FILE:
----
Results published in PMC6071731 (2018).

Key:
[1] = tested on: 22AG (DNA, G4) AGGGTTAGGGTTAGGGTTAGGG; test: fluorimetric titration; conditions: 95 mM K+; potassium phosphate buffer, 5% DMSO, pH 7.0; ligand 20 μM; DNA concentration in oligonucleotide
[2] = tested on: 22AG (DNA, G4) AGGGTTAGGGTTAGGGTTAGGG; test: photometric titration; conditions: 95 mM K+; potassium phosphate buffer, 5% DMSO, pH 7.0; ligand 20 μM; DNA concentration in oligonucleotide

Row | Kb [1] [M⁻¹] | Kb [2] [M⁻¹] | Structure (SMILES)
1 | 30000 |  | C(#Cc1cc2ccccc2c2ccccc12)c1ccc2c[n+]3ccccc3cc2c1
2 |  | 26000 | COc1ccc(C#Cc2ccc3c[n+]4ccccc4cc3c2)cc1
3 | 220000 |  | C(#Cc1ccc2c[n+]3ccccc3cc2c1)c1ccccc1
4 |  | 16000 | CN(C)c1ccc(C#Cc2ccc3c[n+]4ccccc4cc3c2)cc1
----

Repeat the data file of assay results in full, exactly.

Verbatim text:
Results published in PMC6071731 (2018).

Key:
[1] = tested on: 22AG (DNA, G4) AGGGTTAGGGTTAGGGTTAGGG; test: fluorimetric titration; conditions: 95 mM K+; potassium phosphate buffer, 5% DMSO, pH 7.0; ligand 20 μM; DNA concentration in oligonucleotide
[2] = tested on: 22AG (DNA, G4) AGGGTTAGGGTTAGGGTTAGGG; test: photometric titration; conditions: 95 mM K+; potassium phosphate buffer, 5% DMSO, pH 7.0; ligand 20 μM; DNA concentration in oligonucleotide

Row | Kb [1] [M⁻¹] | Kb [2] [M⁻¹] | Structure (SMILES)
1 | 30000 |  | C(#Cc1cc2ccccc2c2ccccc12)c1ccc2c[n+]3ccccc3cc2c1
2 |  | 26000 | COc1ccc(C#Cc2ccc3c[n+]4ccccc4cc3c2)cc1
3 | 220000 |  | C(#Cc1ccc2c[n+]3ccccc3cc2c1)c1ccccc1
4 |  | 16000 | CN(C)c1ccc(C#Cc2ccc3c[n+]4ccccc4cc3c2)cc1